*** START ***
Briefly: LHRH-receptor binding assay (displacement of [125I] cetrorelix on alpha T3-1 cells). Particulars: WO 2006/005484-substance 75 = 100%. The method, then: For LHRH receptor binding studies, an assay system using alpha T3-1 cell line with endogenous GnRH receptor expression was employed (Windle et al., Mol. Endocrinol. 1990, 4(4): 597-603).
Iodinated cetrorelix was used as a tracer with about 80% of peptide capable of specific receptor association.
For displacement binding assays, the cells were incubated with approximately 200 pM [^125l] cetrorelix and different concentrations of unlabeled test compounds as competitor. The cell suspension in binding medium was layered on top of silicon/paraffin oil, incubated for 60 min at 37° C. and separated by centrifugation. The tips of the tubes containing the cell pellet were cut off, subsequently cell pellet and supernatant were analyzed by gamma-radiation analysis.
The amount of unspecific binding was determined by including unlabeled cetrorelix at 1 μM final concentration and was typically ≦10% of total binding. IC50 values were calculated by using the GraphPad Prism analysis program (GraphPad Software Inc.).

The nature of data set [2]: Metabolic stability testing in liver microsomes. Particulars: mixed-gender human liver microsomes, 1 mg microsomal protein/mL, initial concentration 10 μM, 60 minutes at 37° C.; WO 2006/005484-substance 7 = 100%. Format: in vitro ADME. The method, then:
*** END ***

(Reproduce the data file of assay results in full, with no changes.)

Briefly: LHRH-receptor binding assay (displacement of [125I] cetrorelix on alpha T3-1 cells). Particulars: WO 2006/005484-substance 75 = 100%. The method, then: For LHRH receptor binding studies, an assay system using alpha T3-1 cell line with endogenous GnRH receptor expression was employed (Windle et al., Mol. Endocrinol. 1990, 4(4): 597-603).
Iodinated cetrorelix was used as a tracer with about 80% of peptide capable of specific receptor association.
For displacement binding assays, the cells were incubated with approximately 200 pM [^125l] cetrorelix and different concentrations of unlabeled test compounds as competitor. The cell suspension in binding medium was layered on top of silicon/paraffin oil, incubated for 60 min at 37° C. and separated by centrifugation. The tips of the tubes containing the cell pellet were cut off, subsequently cell pellet and supernatant were analyzed by gamma-radiation analysis.
The amount of unspecific binding was determined by including unlabeled cetrorelix at 1 μM final concentration and was typically ≦10% of total binding. IC50 values were calculated by using the GraphPad Prism analysis program (GraphPad Software Inc.).

The nature of data set [2]: Metabolic stability testing in liver microsomes. Particulars: mixed-gender human liver microsomes, 1 mg microsomal protein/mL, initial concentration 10 μM, 60 minutes at 37° C.; WO 2006/005484-substance 7 = 100%. Format: in vitro ADME. The method, then: